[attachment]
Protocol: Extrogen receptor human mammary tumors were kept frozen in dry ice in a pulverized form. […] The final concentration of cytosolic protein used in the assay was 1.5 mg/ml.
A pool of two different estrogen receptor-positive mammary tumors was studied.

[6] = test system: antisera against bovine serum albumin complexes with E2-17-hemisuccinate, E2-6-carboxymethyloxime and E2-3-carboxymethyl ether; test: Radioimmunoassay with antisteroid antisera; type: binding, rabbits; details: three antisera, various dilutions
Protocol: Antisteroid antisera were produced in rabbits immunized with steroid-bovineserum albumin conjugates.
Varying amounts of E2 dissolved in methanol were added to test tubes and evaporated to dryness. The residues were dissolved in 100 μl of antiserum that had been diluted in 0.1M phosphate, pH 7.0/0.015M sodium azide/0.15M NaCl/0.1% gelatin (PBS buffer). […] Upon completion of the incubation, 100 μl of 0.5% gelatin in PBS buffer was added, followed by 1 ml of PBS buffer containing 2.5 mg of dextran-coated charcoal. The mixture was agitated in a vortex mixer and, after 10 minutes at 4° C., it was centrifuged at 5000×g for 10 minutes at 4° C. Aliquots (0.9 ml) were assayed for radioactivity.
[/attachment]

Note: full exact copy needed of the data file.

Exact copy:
Protocol: Extrogen receptor human mammary tumors were kept frozen in dry ice in a pulverized form. […] The final concentration of cytosolic protein used in the assay was 1.5 mg/ml.
A pool of two different estrogen receptor-positive mammary tumors was studied.

[6] = test system: antisera against bovine serum albumin complexes with E2-17-hemisuccinate, E2-6-carboxymethyloxime and E2-3-carboxymethyl ether; test: Radioimmunoassay with antisteroid antisera; type: binding, rabbits; details: three antisera, various dilutions
Protocol: Antisteroid antisera were produced in rabbits immunized with steroid-bovineserum albumin conjugates.
Varying amounts of E2 dissolved in methanol were added to test tubes and evaporated to dryness. The residues were dissolved in 100 μl of antiserum that had been diluted in 0.1M phosphate, pH 7.0/0.015M sodium azide/0.15M NaCl/0.1% gelatin (PBS buffer). […] Upon completion of the incubation, 100 μl of 0.5% gelatin in PBS buffer was added, followed by 1 ml of PBS buffer containing 2.5 mg of dextran-coated charcoal. The mixture was agitated in a vortex mixer and, after 10 minutes at 4° C., it was centrifuged at 5000×g for 10 minutes at 4° C. Aliquots (0.9 ml) were assayed for radioactivity.